Theodor Szántó

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Theodor Szántó, also seen as Tivadar Szántó (3 June 1877[1][2][3] – 7 January 1934) was a Hungarian Jewish[4] pianist and composer.

Life and career[edit]

Szántó was born in Vienna, then the capital of the Austro-Hungarian Empire. His family name was originally Smulevic, of Jewish and Slavic origin.[5] His musical studies were in Vienna and Budapest, and with Ferruccio Busoni in Berlin 1898-1901.[6] He resided in Paris from 1905, Switzerland from 1914, and Budapest from 1921 until his death there in 1934.[1]

Szántó contributed substantially to the rewriting of the piano part of the third and final version of Frederick Delius’s Piano Concerto in C minor, and he introduced this version at a Prom Concert in London on 22 October 1907 under Henry Wood.[7] For these services, Delius dedicated the Concerto to Szántó.[1] He also played the work at the Proms in 1912, 1913 and 1921.[8] This final version has become the standard version, but Delius's original conception has also been recorded.[9]

Theodor Szántó was an early champion of the music of Zoltán Kodály and Béla Bartók.[10] It was his playing of Bartók's Romanian Dance in 1914 that introduced Arthur Hartmann to the music of that composer.[11] For his part, however, Bartók had little respect for Szántó.[5]

He exhibited an interest in the music of Japan by writing at least three works using Japanese influences (an opera, an orchestral suite, and a piano suite).[1][10]

He also made some piano transcriptions of works by Johann Sebastian Bach and Igor Stravinsky, which reveal a virtuoso technique. His complete piano works [12] [13] are recorded by the composer and virtuoso pianist Artur Cimirro for the cd label Acte Prealable

Szanto was considered an important piano teacher.[4] His students included Berta Alves de Sousa in Paris.

Szántó was awarded the Legion of Honour.[5]

Compositions[edit]

Original works[edit]

Szántó's own original compositions include:

  • Violin Sonata, 1906
  • Land and Sea Symphony, 1909
  • Contrasts, piano suite, 1912[14]
  • Variations on a Hungarian Folksong, piano, 1915
  • Symphonic Rhapsody, 1917
  • In Japan: Essays and Studies in Japanese Harmony based on Native Songs, piano, 1918-22[15] (This work has been recorded by Noriko Ogawa[16])
  • Taifun: A Japanese Tragedy in Three Acts[17][18] an opera on a Japanese subject, set to a libretto by Menyhert Lengyel based on his play Typhoon; the opera was premiered in Mannheim on 29 November 1924, and had later productions in Antwerp, Budapest and Vienna
  • Japan Suite, orchestra, 1926
  • Magyarorszag: Concert Sonata in Hungarian style, violin and piano; dedicated to Eugène Ysaÿe[19]

Transcriptions[edit]

References[edit]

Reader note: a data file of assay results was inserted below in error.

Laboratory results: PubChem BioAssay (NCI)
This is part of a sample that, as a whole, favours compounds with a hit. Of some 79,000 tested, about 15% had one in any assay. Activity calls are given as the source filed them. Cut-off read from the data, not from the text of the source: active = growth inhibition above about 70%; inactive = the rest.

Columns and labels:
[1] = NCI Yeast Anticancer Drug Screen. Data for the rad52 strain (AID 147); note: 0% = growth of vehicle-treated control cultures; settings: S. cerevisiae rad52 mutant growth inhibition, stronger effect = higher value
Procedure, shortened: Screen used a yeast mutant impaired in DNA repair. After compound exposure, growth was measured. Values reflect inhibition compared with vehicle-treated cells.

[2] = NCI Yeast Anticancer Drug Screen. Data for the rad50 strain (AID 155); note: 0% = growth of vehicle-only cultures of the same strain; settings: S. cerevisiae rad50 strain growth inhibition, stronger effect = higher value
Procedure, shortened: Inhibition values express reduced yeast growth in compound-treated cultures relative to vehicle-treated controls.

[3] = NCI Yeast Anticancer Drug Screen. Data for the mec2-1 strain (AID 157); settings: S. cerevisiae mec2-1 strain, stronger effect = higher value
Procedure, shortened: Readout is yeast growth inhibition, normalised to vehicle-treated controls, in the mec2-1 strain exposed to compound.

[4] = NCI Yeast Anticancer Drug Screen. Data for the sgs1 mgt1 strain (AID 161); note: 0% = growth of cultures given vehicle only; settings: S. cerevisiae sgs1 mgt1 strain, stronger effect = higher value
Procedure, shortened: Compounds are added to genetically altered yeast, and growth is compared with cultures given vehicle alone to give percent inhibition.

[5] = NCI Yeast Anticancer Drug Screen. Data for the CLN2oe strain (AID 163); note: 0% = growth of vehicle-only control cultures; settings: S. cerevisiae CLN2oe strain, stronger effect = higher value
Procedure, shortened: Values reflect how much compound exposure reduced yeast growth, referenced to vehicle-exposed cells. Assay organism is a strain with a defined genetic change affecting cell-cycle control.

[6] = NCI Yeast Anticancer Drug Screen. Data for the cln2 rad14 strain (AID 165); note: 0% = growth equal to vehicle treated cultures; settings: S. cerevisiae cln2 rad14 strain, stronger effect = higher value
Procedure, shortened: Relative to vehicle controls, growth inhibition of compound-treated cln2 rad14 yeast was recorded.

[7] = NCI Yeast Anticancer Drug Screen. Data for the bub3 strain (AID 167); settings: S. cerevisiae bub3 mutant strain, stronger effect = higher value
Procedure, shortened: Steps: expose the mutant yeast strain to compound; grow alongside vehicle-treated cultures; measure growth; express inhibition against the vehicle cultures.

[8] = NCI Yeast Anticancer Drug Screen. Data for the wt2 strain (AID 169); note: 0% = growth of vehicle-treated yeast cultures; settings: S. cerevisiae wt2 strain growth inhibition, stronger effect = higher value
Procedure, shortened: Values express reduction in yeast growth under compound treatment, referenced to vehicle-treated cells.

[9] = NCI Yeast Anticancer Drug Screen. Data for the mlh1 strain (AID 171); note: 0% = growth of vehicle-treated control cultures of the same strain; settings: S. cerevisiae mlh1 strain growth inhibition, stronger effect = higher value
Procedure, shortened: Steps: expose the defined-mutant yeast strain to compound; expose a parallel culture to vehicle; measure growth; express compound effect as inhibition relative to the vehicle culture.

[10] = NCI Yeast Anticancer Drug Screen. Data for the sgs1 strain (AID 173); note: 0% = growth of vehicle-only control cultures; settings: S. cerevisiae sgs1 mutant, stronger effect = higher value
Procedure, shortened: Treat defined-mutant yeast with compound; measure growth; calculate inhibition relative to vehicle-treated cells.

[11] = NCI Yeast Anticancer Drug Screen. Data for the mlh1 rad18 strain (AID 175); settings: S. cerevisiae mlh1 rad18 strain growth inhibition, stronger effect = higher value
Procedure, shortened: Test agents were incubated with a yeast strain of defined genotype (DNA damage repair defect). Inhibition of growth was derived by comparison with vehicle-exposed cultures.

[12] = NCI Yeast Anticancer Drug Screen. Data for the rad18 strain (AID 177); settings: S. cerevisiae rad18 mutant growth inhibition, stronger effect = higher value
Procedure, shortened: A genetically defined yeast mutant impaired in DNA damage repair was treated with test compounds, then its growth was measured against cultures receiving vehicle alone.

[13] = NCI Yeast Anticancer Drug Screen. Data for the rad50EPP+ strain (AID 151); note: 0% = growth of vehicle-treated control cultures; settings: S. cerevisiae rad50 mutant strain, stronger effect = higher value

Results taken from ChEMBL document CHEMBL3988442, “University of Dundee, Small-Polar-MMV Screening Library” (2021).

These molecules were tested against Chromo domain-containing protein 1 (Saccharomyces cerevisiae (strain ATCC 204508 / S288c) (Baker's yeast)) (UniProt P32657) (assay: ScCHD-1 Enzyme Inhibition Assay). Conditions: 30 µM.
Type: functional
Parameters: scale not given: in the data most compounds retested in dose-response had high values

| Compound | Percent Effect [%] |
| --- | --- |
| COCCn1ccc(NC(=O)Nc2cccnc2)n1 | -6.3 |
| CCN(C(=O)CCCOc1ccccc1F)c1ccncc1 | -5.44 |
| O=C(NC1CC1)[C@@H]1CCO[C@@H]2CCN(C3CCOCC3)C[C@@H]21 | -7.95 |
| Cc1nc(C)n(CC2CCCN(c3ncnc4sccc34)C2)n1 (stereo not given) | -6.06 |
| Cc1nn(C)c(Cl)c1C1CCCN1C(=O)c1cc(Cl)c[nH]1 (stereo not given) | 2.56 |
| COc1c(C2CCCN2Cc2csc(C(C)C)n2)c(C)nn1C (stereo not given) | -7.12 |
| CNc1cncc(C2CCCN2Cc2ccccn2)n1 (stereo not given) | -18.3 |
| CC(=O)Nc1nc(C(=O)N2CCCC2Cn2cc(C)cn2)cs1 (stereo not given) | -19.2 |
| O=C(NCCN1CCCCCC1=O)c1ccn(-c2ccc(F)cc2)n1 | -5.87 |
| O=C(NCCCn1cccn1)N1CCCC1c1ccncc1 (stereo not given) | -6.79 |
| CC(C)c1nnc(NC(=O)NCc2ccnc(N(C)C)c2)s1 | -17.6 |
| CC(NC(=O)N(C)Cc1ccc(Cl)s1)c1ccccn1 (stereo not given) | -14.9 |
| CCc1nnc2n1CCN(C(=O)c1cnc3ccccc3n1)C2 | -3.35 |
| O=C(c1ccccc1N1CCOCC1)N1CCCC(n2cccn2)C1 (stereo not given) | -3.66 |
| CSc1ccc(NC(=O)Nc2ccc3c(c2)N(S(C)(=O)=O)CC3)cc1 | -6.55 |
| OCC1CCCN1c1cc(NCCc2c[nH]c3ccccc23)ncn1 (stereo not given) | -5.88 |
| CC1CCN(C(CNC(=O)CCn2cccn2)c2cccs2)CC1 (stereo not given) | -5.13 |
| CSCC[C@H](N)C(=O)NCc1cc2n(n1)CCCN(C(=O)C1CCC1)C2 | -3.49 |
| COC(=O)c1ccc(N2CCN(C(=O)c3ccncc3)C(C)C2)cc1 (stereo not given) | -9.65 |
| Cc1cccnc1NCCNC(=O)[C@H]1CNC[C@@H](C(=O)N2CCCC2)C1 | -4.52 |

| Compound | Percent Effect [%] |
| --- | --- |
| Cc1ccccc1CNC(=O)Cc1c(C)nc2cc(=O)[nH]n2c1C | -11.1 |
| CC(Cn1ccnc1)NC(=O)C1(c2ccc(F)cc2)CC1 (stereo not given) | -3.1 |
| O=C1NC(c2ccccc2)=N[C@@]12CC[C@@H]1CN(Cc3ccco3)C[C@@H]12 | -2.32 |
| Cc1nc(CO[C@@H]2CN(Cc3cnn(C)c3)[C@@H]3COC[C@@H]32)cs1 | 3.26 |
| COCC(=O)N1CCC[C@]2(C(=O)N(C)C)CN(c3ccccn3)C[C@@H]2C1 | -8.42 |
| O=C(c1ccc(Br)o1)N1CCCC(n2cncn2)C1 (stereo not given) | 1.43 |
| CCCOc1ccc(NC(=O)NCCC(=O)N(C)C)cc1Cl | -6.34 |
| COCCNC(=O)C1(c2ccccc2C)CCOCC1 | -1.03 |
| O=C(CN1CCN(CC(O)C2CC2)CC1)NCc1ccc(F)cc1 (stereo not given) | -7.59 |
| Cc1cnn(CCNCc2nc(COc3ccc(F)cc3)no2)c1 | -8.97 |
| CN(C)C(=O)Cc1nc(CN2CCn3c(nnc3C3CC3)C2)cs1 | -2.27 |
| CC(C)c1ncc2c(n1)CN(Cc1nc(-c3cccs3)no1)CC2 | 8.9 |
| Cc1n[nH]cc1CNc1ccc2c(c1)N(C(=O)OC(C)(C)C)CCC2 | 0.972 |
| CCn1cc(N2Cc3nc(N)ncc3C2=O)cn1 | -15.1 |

1. ^ a b c d Grove’s Dictionary of Music and Musicians, 5th ed. (1954), Vol. VIII, p. 263
  2. ^ IMSLP gives his date of birth as 3 March 1877
  3. ^ IMSLP: Category:Szántó, Tivadar; Retrieved 22 May 2013
  4. ^ a b Ezra Mendelsohn, ed., Studies in Contemporary Jewry : Volume IX: Modern Jews and Their Musical ...; Retrieved 22 May 2013
  5. ^ a b c Peter Laki, Bartok and His World, p. 18; Retrieved 22 May 2013
  6. ^ Larry Sitsky, ed., Music of the Twentieth Century Avant Garde: A Biocritical Sourcebook, p. 85; Retrieved 22 May 2013
  7. ^ Proms Archive: Prom 57; Retrieved 22 May 2013
  8. ^ Proms Archive: Theodor Szántó; Retrieved 22 May 2013
  9. ^ Hyperion Records Delius & Ireland: Piano Concertos; Retrieved 22 May 2013
  10. ^ a b c d Marc-André Hamelin, Program Notes, Chamber Music Society of Detroit; Retrieved 22 May 2013
  11. ^ Arthur Hartmann, "Claude Debussy as I Knew Him" and Other Writings of Arthur Hartmann, p. 18; Retrieved 22 May 2013
  12. ^ http://www.acteprealable.com/albums/ap0386.html
  13. ^ http://www.acteprealable.com/albums/ap0387.html
  14. ^ University of Utah; Retrieved 22 May 2013
  15. ^ IMSLP: In Japan (Szántó, Tivadar); Retrieved 22 May 2013
  16. ^ BIS: Japonisme; Retrieved 22 May 2013
  17. ^ Google Books; Retrieved 22 May 2013
  18. ^ Peter Revers, Das Fremde und das Vertraute: Studien zur Musiktheoretischen und ..., Issue 41; p. 152; Retrieved 22 May 2013
  19. ^ IMSLP: Magyarorszag (Szántó, Tivadar); Retrieved 22 May 2013
  20. ^ IMSLP: Fantasia and Fugue in G minor, BWV 542 (Bach, Johann Sebastian); Retrieved 22 May 2013
  21. ^ Discogs; Retrieved 22 May 2013
  22. ^ Hamelin plays Bach/Szántó - Organ Fantasy and Fugue in G minor, BWV 542 on YouTube; Retrieved 22 May 2013
  23. ^ IMSLP: Prelude and Fugue in A minor, BWV 543, 1912 (Bach, Johann Sebastian); Retrieved 22 May 2013
  24. ^ IMSLP: Prelude and Fugue in C minor, BWV 546 (Bach, Johann Sebastian); Retrieved 22 May 2013
  25. ^ IMSLP: Passacaglia in C minor, BWV 582 (Bach, Johann Sebastian); Retrieved 22 May 2013
  26. ^ IMSLP: 4 Orgel-Choralvorspiele von J.S. Bach (Szántó, Tivadar); Retrieved 22 May 2013
  27. ^ IMSLP: Petrushka (Stravinsky, Igor); Retrieved 22 May 2013
  28. ^ University of Rochester; Retrieved 22 May 2013